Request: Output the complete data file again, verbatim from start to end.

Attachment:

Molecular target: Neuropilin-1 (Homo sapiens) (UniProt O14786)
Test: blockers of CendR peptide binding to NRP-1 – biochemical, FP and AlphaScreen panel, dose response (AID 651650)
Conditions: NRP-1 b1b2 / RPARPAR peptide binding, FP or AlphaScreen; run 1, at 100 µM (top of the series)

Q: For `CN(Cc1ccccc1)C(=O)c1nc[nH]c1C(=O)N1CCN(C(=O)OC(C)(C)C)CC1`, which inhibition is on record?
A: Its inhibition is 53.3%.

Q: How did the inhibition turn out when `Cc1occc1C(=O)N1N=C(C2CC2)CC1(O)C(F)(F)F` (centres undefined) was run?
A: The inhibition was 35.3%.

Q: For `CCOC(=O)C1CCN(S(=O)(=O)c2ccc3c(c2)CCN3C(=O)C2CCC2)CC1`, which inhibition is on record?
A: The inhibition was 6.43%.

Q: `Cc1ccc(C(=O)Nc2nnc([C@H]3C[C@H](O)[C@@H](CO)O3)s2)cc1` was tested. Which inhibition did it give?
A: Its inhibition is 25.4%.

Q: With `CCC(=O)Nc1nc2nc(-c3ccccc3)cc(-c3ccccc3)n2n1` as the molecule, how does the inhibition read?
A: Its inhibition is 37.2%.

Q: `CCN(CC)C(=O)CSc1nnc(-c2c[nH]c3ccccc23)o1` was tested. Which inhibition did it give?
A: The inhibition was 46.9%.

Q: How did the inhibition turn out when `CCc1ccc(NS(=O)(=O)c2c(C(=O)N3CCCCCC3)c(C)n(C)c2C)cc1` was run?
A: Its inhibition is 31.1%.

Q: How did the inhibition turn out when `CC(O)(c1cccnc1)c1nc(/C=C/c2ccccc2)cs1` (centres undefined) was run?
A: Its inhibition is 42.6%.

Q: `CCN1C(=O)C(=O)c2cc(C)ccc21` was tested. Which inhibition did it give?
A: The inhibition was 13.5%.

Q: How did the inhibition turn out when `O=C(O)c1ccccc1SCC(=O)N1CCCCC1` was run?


Molecular target: Neuropilin-1 (Homo sapiens) (UniProt O14786)
Test: blockers of CendR peptide binding to NRP-1 – biochemical, FP and AlphaScreen panel, dose response (AID 651650)
Conditions: NRP-1 b1b2 / RPARPAR peptide binding, FP or AlphaScreen; run 1, at 100 µM (top of the series)

Q: For `CN(Cc1ccccc1)C(=O)c1nc[nH]c1C(=O)N1CCN(C(=O)OC(C)(C)C)CC1`, which inhibition is on record?
A: Its inhibition is 53.3%.

Q: How did the inhibition turn out when `Cc1occc1C(=O)N1N=C(C2CC2)CC1(O)C(F)(F)F` (centres undefined) was run?
A: The inhibition was 35.3%.

Q: For `CCOC(=O)C1CCN(S(=O)(=O)c2ccc3c(c2)CCN3C(=O)C2CCC2)CC1`, which inhibition is on record?
A: The inhibition was 6.43%.

Q: `Cc1ccc(C(=O)Nc2nnc([C@H]3C[C@H](O)[C@@H](CO)O3)s2)cc1` was tested. Which inhibition did it give?
A: Its inhibition is 25.4%.

Q: With `CCC(=O)Nc1nc2nc(-c3ccccc3)cc(-c3ccccc3)n2n1` as the molecule, how does the inhibition read?
A: Its inhibition is 37.2%.

Q: `CCN(CC)C(=O)CSc1nnc(-c2c[nH]c3ccccc23)o1` was tested. Which inhibition did it give?
A: The inhibition was 46.9%.

Q: How did the inhibition turn out when `CCc1ccc(NS(=O)(=O)c2c(C(=O)N3CCCCCC3)c(C)n(C)c2C)cc1` was run?
A: Its inhibition is 31.1%.

Q: How did the inhibition turn out when `CC(O)(c1cccnc1)c1nc(/C=C/c2ccccc2)cs1` (centres undefined) was run?
A: Its inhibition is 42.6%.

Q: `CCN1C(=O)C(=O)c2cc(C)ccc21` was tested. Which inhibition did it give?
A: The inhibition was 13.5%.

Q: How did the inhibition turn out when `O=C(O)c1ccccc1SCC(=O)N1CCCCC1` was run?